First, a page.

Let me preface this post with two points. First, I am odd – I veer towards the Sheldon Cooper (Big Bang Theory) social interaction skills and lack of empathy for the common person. Second, I want to like Spain and Spaniards and fundamentally have nothing against the country or it’s countrymen. In fact, when I was growing up one of my good friends was a Spaniard (Julio) and we got on famously.
But … and here’s my point. Nothing in Spain really works (and probably never will).
OK, OK. All the Spaniards in the room calm down. Yes, yes. Some things do work and some things work great. Just the other day we travelled through Barcelona Airport and it was fantastic. So good, in fact, that I posted on Google+ about it. Give credit where credit is due.
Spain looks like it has all the trappings of a modern society – but in reality they don’t work or don’t work very well.
Housing, ugly. Internet, slow. Motorways, avoided because they run parallel to other major roads that don’t have tolls. Post offices, huge edifices where you will spend hours (well maybe not hours) waiting in line. Food, obsessed with ham – no really, ham everywhere and seemingly at every meal.
The other year they decided to re-number the motorway system in Spain. Probably a European edict that said they needed to be more Euro-like (I don’t know, I’m guessing here). Well sounds like a good idea – except they decided to keep the 2 numbering systems side-by-side for a year or two. Until everyone got used to the new motorway numbering system. Can you imagine the chaos for visitors from out of town!
We were driving from the North-East corner to the South-West corner of Spain – it took us 2 days to figure out what was going on, after a number of let us say “heated” discussions in the car between the driver (me) and map-reader (Mrs. Emini-Watch). Why would you do that? Keep 2 motorway numbering systems side-by-side for a couple of years – can you imagine the motorway signs?
And here’s where Tapas comes in. I hate Tapas bars. Tapas food – great. But Tapas bars – suck.
The deal with Tapas is that you enter the establishment. Are greeted by a friendly barman. You order your drink and then lean casually agains the bar. Maybe chatting to a friend, maybe chatting to the barman. As you drink your drink, you occasionally select bite-sized or double bite-sized snacks from plates liberally distributed on the bar area. The plates cover the entire bar, often two or three high. They look amazing, colourful, enticing. OK there’s a liberal amount of ham involved – but there’s also cheese, anchovies, shellfish, sausages too.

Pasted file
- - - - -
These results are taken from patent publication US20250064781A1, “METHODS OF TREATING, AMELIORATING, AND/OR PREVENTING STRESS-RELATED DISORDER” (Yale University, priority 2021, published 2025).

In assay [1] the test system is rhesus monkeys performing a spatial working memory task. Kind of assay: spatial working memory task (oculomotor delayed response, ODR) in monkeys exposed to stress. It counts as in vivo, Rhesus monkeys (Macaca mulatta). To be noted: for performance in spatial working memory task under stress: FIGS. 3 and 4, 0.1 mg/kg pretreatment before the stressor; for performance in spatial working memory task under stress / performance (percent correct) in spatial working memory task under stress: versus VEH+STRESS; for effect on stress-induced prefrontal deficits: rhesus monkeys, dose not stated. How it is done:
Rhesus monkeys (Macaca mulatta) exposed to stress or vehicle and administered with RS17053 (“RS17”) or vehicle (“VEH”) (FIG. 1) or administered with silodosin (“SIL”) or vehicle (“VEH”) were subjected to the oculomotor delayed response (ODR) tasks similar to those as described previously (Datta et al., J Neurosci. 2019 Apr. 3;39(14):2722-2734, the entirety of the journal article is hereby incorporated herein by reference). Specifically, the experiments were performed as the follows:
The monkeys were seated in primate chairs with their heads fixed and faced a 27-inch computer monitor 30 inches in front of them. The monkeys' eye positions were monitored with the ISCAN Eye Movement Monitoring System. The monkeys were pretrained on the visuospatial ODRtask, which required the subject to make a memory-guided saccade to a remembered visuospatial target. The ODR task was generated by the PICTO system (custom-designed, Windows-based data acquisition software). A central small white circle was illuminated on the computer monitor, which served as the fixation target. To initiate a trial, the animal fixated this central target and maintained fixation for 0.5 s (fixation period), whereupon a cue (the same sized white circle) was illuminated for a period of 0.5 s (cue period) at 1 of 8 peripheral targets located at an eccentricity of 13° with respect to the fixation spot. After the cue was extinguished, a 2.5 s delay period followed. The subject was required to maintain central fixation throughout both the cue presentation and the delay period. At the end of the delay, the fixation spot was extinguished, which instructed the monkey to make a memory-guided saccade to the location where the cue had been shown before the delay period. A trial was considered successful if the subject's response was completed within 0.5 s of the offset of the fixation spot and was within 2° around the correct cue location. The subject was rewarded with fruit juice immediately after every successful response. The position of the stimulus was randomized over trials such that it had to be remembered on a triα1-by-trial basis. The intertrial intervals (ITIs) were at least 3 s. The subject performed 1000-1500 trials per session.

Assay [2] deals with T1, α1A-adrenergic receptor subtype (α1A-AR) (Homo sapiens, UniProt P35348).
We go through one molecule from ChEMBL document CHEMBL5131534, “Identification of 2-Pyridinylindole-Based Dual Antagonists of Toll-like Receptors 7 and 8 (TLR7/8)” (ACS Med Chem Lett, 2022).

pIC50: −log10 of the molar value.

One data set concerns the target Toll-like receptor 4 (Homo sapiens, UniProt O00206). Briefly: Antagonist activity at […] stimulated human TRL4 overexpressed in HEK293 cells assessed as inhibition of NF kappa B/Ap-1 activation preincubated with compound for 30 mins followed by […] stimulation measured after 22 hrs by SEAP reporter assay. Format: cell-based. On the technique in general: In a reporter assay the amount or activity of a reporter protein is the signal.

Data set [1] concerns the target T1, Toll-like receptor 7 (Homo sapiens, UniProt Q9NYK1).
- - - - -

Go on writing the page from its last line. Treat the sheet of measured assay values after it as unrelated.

What’s not to like? Well, it’s a fiasco.
As soon as 3 or 4 groups crowd the bar the whole system stops working. New customers coming to the bar can’t get a look-in. Have to shout their order to the barman. Can’t get access to the food. All the while, the early birds just ignore you. No attempt to move out of the way – no, they’ve marked their turf at the Tapas bar. And they’re not giving it up.
So what’s the big deal? Why do I care so much? Well, it’s not the crowding behaviour of the common man, not the good time seemingly had by gregarious people that I object to.
No, it’s the inefficiency. It’s the lack of logic in the whole setup. As Spock would say: “Highly illogical, Captain”.
Let’s look at the economics of a Tapas bar. Tapas is cheap – and so is beer in Spain. Typical Tapas (not tourist prices) about 3.00 Euros per piece and a beer or glass of wine about the same. Your typical Tapas bar can accomodate about 10 people and during the 2 hour Tapas frenzy, you’ll “turn you table” maybe 2 or 3 times max. So your typical Tapas bar revenue at lunch time is 270 Euros. Then maybe you’ll do a little more at dinner time. Which makes your total revenue for the year (only working 270 days a year, they have a lot of ‘Feria’ holidays) about 200k Euros. Then you’ve got food costs, staff, premises.
It’s not a goer, the economics of Tapas bars are dreadful.
And all because the layout is wrong. Why would you let people crowd around a bar stopping other people buying your product? Once you’ve made your initial Tapas and drink sale, what are the chances of a second or third Tapas sale to the same person? It’s too hard, the incremental sale (“Would you like fries with that?”) is never made because you can’t get close to the bar.
Maybe my numbers are light. Maybe Tapas bars are a bonanza and that’s why there are so many of them (although my guess it that they’re easy to start, no pricey chef involved). But what I do know is that without throughput you are limiting your revenue potential. Letting people stand in front of your sales counter consuming your product while obstructing others from buying is frankly – stupid.
So, there you go, a Spanish institution as Spanish as flamenco dancing and bullfighting (both, incidentally, pushed by Franco to create a Spanish national identity) just does not work.
And that’s what I keep on saying whenever I’m visiting Spain, when things just don’t work: “That’s just Spain”. And the Spanish are seemingly OK with that.
Slow Internet? Meh. Ugly apartment buildings? Meh. Crowded ‘A’ roads and empty motorways? Meh. Failing Tapas bars? Meh. Unemployment rate of 23%? Meh. Youth unemployment rate of 44%. Meh.
Sorry Spain. Economic progress is all about incremental fixing of small problems. Small innovations that move the ball forward, year after year after year. So until you fix the Tapas bars I don’t think there’s much hope for getting out of your economic funk.